1911 Dry Fire Technique

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1911 Dry Fire Technique

Post by ramiller on 7/31/2015, 4:38 am

I am a total noob, and am trying to work on fundamentals.

When I am dry firing my 1911 - and cocking it, I find my grip changes and that I end up 'milking' the grip to try to adjust.  Over time, I feel like my grip moves considerably from where I set it at the beginning.  Any theories on the best approach to staying consistent while dry firing?  Regrip the pistol from your other hand every shot?  How do other guys do this? 

Thx

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Re: 1911 Dry Fire Technique

Post by mspingeld on 7/31/2015, 6:08 am

Welcome! I highly recommend reading the following series of articles by Ed Hall. They've helped me immensely with all of the fundamentals. You'll see Ed on this forum occasionally. I had the pleasure to thank him in person at Camp Perry this year. http://www.starreloaders.com/edhall/12PPC01.html

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Re: 1911 Dry Fire Technique

Post by davekp on 7/31/2015, 6:36 am

ramiller wrote:I am a total noob, and am trying to work on fundamentals.

When I am dry firing my 1911 - and cocking it, I find my grip changes and that I end up 'milking' the grip to try to adjust.  Over time, I feel like my grip moves considerably from where I set it at the beginning.  Any theories on the best approach to staying consistent while dry firing?  Regrip the pistol from your other hand every shot?  How do other guys do this? 

Thx

Cock it with your other hand. Or do a total regrip for each shot.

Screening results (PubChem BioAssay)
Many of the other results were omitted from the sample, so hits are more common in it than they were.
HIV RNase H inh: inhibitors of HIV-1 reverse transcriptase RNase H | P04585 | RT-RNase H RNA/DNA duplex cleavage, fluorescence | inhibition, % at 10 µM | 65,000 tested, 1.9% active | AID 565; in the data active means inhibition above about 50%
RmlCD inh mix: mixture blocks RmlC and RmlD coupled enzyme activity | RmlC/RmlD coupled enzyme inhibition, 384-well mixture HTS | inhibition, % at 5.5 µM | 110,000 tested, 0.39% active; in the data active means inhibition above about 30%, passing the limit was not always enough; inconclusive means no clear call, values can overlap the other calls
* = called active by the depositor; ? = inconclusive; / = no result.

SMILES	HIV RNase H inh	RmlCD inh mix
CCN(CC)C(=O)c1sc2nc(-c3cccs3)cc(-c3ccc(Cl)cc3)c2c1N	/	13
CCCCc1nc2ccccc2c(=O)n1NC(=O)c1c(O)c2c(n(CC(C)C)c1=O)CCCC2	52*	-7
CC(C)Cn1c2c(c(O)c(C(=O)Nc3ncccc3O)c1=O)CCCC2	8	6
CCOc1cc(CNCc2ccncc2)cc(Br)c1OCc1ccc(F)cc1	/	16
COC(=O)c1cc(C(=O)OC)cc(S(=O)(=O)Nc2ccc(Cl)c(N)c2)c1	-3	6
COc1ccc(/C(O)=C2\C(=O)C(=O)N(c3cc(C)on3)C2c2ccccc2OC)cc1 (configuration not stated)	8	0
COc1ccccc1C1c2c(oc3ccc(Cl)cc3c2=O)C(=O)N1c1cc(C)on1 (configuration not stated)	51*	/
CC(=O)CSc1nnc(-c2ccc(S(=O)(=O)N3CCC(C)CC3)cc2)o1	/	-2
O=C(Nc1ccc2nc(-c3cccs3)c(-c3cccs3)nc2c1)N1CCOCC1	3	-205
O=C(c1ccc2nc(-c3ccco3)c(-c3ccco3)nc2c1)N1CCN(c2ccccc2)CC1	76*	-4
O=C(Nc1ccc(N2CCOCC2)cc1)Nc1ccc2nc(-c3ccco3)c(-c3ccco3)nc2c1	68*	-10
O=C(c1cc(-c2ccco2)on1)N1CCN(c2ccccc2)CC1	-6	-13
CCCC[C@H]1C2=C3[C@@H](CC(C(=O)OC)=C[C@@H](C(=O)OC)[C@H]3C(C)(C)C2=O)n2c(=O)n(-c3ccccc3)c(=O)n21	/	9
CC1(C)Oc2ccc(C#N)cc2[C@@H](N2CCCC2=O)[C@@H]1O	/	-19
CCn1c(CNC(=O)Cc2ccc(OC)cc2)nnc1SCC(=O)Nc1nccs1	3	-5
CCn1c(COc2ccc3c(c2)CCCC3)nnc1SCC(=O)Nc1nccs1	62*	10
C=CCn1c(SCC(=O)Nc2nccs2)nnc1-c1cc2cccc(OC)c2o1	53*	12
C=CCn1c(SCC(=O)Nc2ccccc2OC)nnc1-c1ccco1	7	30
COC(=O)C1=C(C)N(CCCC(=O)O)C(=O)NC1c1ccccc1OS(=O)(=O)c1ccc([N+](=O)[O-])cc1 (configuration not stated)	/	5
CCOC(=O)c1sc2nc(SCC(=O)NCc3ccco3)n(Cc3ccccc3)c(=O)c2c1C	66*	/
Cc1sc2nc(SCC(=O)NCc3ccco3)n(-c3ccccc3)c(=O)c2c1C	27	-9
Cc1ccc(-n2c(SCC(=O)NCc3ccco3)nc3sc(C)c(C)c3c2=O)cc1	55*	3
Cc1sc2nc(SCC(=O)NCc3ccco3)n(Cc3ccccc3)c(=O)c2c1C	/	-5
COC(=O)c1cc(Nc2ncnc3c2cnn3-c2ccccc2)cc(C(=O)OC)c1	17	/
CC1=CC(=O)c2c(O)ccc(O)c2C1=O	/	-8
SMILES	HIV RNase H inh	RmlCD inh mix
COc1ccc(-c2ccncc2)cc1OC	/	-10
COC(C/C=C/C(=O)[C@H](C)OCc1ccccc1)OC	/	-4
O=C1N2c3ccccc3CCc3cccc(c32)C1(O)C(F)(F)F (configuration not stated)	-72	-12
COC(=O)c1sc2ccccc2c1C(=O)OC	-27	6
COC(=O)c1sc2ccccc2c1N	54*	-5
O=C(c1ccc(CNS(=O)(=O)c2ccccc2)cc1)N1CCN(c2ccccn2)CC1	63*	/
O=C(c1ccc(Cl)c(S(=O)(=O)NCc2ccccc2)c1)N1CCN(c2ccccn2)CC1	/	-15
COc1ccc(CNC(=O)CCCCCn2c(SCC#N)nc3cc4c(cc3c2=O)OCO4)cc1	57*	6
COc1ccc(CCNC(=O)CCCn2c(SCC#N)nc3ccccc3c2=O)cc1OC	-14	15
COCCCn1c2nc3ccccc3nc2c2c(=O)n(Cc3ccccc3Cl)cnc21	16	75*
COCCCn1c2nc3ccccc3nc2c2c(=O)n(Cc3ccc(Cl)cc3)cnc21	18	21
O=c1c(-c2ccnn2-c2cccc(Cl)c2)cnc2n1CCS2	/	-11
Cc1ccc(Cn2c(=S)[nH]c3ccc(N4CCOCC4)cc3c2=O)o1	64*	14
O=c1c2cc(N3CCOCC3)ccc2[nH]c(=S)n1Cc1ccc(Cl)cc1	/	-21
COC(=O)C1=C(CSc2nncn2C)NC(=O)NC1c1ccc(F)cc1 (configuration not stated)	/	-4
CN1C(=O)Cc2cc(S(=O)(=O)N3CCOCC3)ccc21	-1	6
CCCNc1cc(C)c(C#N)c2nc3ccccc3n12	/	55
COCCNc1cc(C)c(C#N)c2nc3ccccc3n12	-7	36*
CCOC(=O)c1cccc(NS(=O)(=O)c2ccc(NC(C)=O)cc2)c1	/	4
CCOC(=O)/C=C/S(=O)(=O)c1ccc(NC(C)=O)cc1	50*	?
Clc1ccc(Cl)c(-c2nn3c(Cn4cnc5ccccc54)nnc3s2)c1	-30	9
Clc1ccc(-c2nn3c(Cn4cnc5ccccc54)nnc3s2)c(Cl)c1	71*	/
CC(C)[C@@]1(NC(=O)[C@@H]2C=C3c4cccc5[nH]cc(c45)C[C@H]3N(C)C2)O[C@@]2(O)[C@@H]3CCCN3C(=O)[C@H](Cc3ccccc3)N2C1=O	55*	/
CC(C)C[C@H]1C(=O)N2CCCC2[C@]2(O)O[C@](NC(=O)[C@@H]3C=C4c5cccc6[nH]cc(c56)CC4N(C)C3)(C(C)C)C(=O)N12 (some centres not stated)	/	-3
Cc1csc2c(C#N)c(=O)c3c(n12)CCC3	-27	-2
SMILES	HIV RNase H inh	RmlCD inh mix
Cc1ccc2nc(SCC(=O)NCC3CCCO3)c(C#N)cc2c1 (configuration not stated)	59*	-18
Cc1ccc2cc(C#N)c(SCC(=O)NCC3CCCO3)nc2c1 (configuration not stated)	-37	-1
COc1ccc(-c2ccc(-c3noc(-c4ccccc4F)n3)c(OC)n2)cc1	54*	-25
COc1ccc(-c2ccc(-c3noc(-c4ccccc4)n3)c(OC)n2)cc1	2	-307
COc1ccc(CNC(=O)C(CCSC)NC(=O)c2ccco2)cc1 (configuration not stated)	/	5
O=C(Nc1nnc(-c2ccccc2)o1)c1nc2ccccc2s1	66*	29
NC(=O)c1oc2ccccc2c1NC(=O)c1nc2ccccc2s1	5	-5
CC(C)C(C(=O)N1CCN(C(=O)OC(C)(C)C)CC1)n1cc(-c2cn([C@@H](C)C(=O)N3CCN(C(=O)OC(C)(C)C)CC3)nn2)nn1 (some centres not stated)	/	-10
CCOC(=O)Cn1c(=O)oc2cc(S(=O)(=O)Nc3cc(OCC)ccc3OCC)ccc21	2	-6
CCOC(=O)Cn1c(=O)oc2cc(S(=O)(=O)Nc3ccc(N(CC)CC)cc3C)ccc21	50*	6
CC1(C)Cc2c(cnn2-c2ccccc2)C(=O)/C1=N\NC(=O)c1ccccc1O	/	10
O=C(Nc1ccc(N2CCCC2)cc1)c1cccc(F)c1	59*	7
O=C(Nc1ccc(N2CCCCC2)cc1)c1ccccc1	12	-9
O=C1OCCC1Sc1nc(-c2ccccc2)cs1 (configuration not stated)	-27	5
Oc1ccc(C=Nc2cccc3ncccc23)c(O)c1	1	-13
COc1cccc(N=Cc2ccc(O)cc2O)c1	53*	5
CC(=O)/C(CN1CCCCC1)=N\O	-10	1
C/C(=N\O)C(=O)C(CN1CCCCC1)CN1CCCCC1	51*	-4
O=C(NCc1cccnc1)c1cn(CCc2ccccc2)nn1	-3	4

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Re: 1911 Dry Fire Technique

Post by Wobbley on 7/31/2015, 7:58 am

Remove the magazine.  After each shot cycle the slide to cock the pistol. The extra motion simutates the movement in your hand during recoil.
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Re: 1911 Dry Fire Technique

Post by BE Mike on 7/31/2015, 9:05 am

Good for you for recognizing a problem. That's a big part of the battle. Work on grip strength. Tight grip=tight group. Work on independent trigger finger pressure while maintaining a tight grip. Improvement won't come over night. You should also develop confidence in getting a consistent grip, each and every time you seat the pistol in your hand. This will help you be able to relax, give your hand a break and re-grip for another X. If bullseye weren't challenging, we wouldn't stay with the sport.
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Re: 1911 Dry Fire Technique

Post by Froneck on 7/31/2015, 10:35 am

One thing to remember is don't grip too tight. Old school was to grip the 1911 until the oil came out of the wood grips. However your hand will get tired and the harder you grip the gun your trigger finger is harder to move. Never pick the gun up with the shooting hand, use the non shooting hand to seat the pistol in the shooting hand. Never "milk" the grip, use the non shooting hand to adjust the hold.

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Re: 1911 Dry Fire Technique

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